Quality Over Quantity

October 20, 2007 at 8:59 pm · Filed Under Educational 

You can’t do well without picking good stocks, but other small aspects of managing your portfolio can also have a big effect on your overall gains. Today we’ll look at how the number of stocks you hold can actually be the difference between being an average investor or a highly successful one. If you look to Warren Buffet and William O’Neil for guidance, two leading authorities on opposite ends of the spectrum, you’ll see that they actually agree on the matter, and both recommend focusing on a fewer number of high quality stocks.  Buffet has stated that the only reason Berkshire Hathaway has over 10 positions is because it’s just not possible to put the amount of money he has into fewer than 10 stocks.  O’Neil, more specifically, recommends that those with less than $20,000 keep a maximum of 3 stocks, those with under $100,000 in their portfolio should stick to 4 or 5 stocks, and those with less than $1 million should stick to 6 or 7 at the most.  To see the benefits, let’s look at an example of a portfolio with 5 stocks versus a portfolio with 50 stocks.

Profit & Loss Distribution

Total number of stocks 5 50
Stocks that made 100% 1 5
Stocks that made 20% 1 20
Stocks that broke even 1 20
Stocks that lost 10% 2 5
Portfolio % gain 20% 17%

I skewed the numbers towards the larger portfolio just to prove a point here.  Chances are, you’ll be able to put your money into one stock that goes up 100%, but you would be hard pressed to do it with 5 stocks while only picking 5 that you take a 10% loss on.  In the real world, you would probably see far more losers and far less 20% gainers, but in this example, the smaller portfolio still wins by a healthy amount; a 3% per year advantage ends up being 16% after 5 years and 81% after 20 years.  Notice that by splitting your money amongst 50 stocks, each 100% winner only increases your portfolio by 2%.  Even if you manage to hit a stock that gains 400% in a year, it would only gain 8% for your overall portfolio.  On the flip side, hitting a big one in the more focused portfolio would have a significant effect on your net worth.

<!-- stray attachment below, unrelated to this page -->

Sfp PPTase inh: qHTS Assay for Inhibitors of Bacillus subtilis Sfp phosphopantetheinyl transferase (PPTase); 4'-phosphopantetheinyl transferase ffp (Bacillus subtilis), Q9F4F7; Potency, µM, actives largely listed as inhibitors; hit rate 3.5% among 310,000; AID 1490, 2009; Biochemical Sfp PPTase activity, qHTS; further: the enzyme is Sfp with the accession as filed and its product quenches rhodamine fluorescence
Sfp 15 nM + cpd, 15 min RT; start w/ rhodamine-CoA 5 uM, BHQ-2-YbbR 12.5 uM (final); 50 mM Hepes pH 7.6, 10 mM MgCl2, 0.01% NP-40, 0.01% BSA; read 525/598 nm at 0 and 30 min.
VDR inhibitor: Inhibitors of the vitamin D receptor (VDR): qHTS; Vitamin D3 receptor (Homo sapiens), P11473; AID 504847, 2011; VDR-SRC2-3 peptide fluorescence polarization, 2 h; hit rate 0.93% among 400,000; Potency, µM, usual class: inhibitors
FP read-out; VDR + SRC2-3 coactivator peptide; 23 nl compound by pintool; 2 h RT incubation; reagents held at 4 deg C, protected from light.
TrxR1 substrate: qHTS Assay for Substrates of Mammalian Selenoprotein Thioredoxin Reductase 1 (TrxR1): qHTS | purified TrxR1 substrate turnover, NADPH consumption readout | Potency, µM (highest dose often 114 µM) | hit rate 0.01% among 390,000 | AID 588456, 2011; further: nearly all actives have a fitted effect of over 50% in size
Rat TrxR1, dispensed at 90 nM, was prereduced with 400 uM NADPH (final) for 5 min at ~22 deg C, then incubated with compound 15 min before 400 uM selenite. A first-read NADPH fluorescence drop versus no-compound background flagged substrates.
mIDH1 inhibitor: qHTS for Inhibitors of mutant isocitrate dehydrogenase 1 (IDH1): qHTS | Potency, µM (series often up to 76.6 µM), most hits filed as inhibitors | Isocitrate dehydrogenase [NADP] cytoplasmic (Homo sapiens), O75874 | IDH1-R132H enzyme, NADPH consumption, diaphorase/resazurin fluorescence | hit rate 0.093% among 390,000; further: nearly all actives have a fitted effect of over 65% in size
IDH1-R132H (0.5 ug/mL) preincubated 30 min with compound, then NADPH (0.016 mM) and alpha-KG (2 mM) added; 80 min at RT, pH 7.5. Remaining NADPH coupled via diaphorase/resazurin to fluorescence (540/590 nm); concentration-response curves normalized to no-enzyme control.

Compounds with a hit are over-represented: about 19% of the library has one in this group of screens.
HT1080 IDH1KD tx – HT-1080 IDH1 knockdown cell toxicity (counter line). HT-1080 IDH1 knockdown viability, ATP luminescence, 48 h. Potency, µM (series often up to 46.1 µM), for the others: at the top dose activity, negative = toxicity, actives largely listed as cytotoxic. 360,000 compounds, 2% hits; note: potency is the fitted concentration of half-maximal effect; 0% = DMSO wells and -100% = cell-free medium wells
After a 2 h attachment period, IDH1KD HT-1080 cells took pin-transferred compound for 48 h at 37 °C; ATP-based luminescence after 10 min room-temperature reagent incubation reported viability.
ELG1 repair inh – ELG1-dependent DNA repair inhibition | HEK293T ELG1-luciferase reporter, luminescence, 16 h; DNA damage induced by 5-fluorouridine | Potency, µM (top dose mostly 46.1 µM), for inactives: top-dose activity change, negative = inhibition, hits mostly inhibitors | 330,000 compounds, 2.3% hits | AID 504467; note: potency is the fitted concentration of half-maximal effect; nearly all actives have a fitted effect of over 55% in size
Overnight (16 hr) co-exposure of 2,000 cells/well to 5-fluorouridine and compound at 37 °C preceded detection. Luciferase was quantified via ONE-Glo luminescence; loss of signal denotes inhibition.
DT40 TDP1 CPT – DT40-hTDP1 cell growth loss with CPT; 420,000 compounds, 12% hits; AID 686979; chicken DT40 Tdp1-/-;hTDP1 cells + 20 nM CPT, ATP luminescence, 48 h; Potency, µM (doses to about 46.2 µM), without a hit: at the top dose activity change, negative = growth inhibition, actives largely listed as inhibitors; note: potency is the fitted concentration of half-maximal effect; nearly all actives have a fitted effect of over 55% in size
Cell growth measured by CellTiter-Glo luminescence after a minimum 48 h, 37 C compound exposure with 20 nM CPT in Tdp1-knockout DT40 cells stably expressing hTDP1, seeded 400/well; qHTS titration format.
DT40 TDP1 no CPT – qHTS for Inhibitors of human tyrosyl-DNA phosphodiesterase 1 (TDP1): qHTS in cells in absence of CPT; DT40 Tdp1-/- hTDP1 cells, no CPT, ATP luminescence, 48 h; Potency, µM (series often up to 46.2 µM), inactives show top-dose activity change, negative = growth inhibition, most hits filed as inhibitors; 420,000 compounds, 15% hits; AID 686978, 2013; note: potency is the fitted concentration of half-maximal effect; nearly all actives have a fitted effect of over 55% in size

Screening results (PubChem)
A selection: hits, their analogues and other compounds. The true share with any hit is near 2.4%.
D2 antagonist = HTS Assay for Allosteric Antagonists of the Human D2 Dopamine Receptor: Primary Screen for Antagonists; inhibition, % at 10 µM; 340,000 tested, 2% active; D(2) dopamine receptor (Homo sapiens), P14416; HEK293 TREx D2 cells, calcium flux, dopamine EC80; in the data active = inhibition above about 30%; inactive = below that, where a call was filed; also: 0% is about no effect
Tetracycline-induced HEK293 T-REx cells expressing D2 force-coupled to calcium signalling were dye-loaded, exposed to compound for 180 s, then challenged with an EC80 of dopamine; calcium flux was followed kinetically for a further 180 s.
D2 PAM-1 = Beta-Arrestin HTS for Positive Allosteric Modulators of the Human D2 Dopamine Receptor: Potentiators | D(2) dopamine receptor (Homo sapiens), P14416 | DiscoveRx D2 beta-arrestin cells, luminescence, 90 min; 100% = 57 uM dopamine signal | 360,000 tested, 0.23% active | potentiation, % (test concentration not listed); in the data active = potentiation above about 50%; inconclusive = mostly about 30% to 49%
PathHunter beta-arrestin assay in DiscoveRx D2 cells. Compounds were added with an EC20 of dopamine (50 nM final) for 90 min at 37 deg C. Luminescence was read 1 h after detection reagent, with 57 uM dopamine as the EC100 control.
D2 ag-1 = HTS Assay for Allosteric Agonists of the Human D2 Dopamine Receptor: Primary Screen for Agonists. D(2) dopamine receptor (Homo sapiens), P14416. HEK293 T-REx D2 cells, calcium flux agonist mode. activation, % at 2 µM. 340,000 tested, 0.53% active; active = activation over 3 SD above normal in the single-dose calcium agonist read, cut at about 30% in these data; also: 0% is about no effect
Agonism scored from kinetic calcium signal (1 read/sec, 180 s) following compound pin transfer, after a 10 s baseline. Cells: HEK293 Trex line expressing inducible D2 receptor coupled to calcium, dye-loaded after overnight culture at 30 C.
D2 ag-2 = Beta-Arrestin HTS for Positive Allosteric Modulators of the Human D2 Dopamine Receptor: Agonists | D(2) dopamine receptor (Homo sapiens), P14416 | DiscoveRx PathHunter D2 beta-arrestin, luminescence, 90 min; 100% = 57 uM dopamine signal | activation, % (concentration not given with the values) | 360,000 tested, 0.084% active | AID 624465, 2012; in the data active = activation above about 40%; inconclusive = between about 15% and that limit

That’s great, but what if I don’t get that single 100% winner?  At first, you might think it’s more likely to come down to luck if you have fewer positions, and we know that we don’t want luck to have a significant factor in our success.  This is where ego control comes into play though.  You have to be willing to take your losers and break-evens quickly so that you can move on to your winners.  In our example, 3 out of the 5 stocks were in the loser or break-even category.  When a stock doesn’t move the way you want, the most crucial thing you’re losing is time.  Theoretically, there’s no difference between holding 1 winner and 1 break-even stock at the end of the year and holding 1 winner and going through 100 break-even stocks (in reality, churning stocks would kill you with commissions, so you do need to find a balance). Another point to consider is with this added focus in fewer positions, you can concentrate your research more, so you’ll be more likely to have a higher percentage of winners in your portfolio.

What about diversification? The point of diversification is to limit risk exposure, and the number of stocks in a portfolio shouldn’t be confused with having a diversified portfolio. It’s possible not to be diversified at all, even if you’re holding 100 stocks, if they’re all from the same sector, e.g., the top 100 dot coms, which will all go down together in the event of a tech bust.   Normally, if the economy is going down, the majority of the stocks are going down too, so having more stocks in your portfolio makes it even harder to have a high percentage of those abnormal ones that are bucking the trend.  By holding several stocks, with each in a completely different sector, you can defend against losing all your money due to a specific weakness in one area if that’s the kind of diversification you’re looking for.  True diversification, however, comes from holding other investments that aren’t correlated, like foreign stocks, bonds, real estate, etc.

Hopefully, I (or Buffet and O’Neil, if you don’t care about what I think) have convinced you to keep a smaller, more streamlined group of only top-quality positions.  As long as you set good cut off points to reduce the risk of a single stock undermining your whole portfolio, you’ll find it much simpler and more rewarding in the long run.


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